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Posted by Chris & Amy Ayers on Monday, August 26, 2013 9:29 AM

straw rhub pie

Driving back from Maine via Boston, our friends Nancy & Julie left behind a pie for us. It was a strawberry-rhubarb pie that Julie had bought, but she was ultimately disappointed. "I think the real problem with that pie was that the strawberries were frozen, and maybe the rhubarb, too," she explained. We eagerly ate a slice and were underwhelmed. The next day, we tried a second piece -- sometimes pies are better the next day, right? -- and promptly threw it in the garbage. Wasteful? Yes, but this underlines a more arresting issue: how many pies we've avoided or discarded over the years.

choc pecan pie

Julie later added, "The real fundamental problem is that this place wouldn't sell me a slice. I wouldn't normally buy a whole pie, but this was an emergency." A pie emergency, which we completely understand! Oh, the sights we've seen in markets, bakeries, and farm stands across the country: the most beautiful pies, plump with fruit, their tawny crusts anticipating the first fork tines to break the surfaces. Or the cream pies, with their mile-high meringues and myriad fillings that effortlessly entice us to indulge. Yet we've left behind so many half-eaten slices at restaurants! To wit, we've probably eaten more lousy pies than stellar ones, but we're certainly not pie snobs...or are we?

millionaire pie

We, too, are surprised over the number of establishments that only sell whole pies. We've stopped going to our local pie shop for that reason. In their defense, they sell "individual" (six-inch) pies, but that's not the same as a slice from a normal-sized pie: the crust/filling ratio is skewed, and we prefer slices anyway. These days, it's becoming more difficult to find good pie in restaurants. Even menus that advertise "homemade pies" are often below par. Unless you have researched pie locations thoroughly beforehand, happening upon a good pie is basically luck.

apple with cheddar

Which is why we revel in the truly great pies...but shall continue to discard the lousy ones. Life is too short to waste stomach space on inferior food! (Pies pictured, from top to bottom: Wild Oats Bakery, Brunswick, ME; Hoosier Mama Pie Company, Chicago, IL; A Slice of Pie, Rolla, MO; Wayside Restaurant, Berlin, VT)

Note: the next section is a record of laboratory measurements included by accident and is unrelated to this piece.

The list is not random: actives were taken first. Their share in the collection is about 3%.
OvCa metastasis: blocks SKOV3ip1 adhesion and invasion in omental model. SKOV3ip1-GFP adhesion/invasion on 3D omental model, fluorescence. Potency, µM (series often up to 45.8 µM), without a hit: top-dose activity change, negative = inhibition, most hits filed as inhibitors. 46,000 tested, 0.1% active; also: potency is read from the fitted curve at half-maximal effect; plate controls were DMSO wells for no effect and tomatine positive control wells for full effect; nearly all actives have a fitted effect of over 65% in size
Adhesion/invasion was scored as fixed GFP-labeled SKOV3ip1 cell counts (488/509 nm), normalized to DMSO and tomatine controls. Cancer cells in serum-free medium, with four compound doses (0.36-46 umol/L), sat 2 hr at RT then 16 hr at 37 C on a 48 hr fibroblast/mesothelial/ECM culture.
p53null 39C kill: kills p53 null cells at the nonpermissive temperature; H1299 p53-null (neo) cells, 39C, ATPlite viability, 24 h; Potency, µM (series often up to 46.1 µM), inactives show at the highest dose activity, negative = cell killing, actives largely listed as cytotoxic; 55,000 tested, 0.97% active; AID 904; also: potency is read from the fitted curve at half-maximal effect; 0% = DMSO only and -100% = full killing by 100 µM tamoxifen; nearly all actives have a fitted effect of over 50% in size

Please tell me the apple beauty with the cheese slices wasn't ultimately disappointing. It looks so good. I like to say there are no statistical emergencies, but they may actually be easier to solve than pie emergencies.
Posted by Nancypalooza on Monday, Aug 26, 2013 10:05 AM

Few things make me happier than pie photos, but a post by Nancypalooza on Roadfood is one of those things! Love the last line about life being too short to waste stomach space on inferior food.
Posted by buffetbuster on Monday, Aug 26, 2013 10:12 AM

No, the apple pie with cheddar was GREAT! I'd've preferred a sharper cheddar, but it was Cabot brand so I can't complain. Cliff, how often do you leave a slice of pie half unfinished at a restaurant? Or do you eat it anyway, even though it's subpar?
Posted by ayersian on Monday, Aug 26, 2013 10:38 AM

I was very under whelmed by the pies I have tried from Hoosier Mama's. Others rave about them.
Posted by ann peeples on Monday, Aug 26, 2013 11:04 AM

Chris, it happens all the time, including twice yesterday. I order a lot of pies, but typically only write about the good ones. And bless those pie shops that will sell you a slice, because I have had to pass up so many that are only interested in selling whole pies.
Posted by buffetbuster on Monday, Aug 26, 2013 11:15 AM

I am boggled by the vast variation in pie quality I encounter. A restaurant that appears to take pride in the quality of their work will cheerfully, with their bare face hanging out, serve a pie whose crust appears to be made of spackle and library paste.
Posted by Ralph Melton on Monday, Aug 26, 2013 12:44 PM

Ironically one of the worst slices of pie ever served to me is the feature restaurant today
Posted by wanderingjew on Monday, Aug 26, 2013 12:47 PM

If you're a sweet pie-by-the-slice lover you NEED to come to Proper Pie Co. in Richmond VA. The guy who runs it is from New Zealand and the Kiwis know how to make pie. You can get savory pies as well. The place has been closed all this month so that the owner and his wife could visit family in New Zealand and the whole neighborhood and much of the city is going through pie withdrawal. There's going to be an absolute feeding frenzy around here on 9/4 when the shop reopens.
Posted by MandalayVA on Monday, Aug 26, 2013 5:50 PM

I hear ya, guys! I've been to places that only sell whole pies (orchards & bakeries, mostly). Almost all restaurants I've been to sell whole pies and slices. Mini pies/pie cups are nice but the ratio of crust to filling is never the same. I have found that if I go to a restaurant and say, "Are you pies homemade?" an overeager server will almost immediately say, "YES!!!" but if I say, "Where do you get your pies from?", the answer requires a bit more thought and I have gotten more candid repsonses that way. Some are made in-house, some are Sysco, etc... BTW, those slices at Harry's Roadhouse in Santa Fe really did raise the bar for what I expect a slice of pie to be!
Posted by billyboy on Tuesday, Aug 27, 2013 6:34 AM

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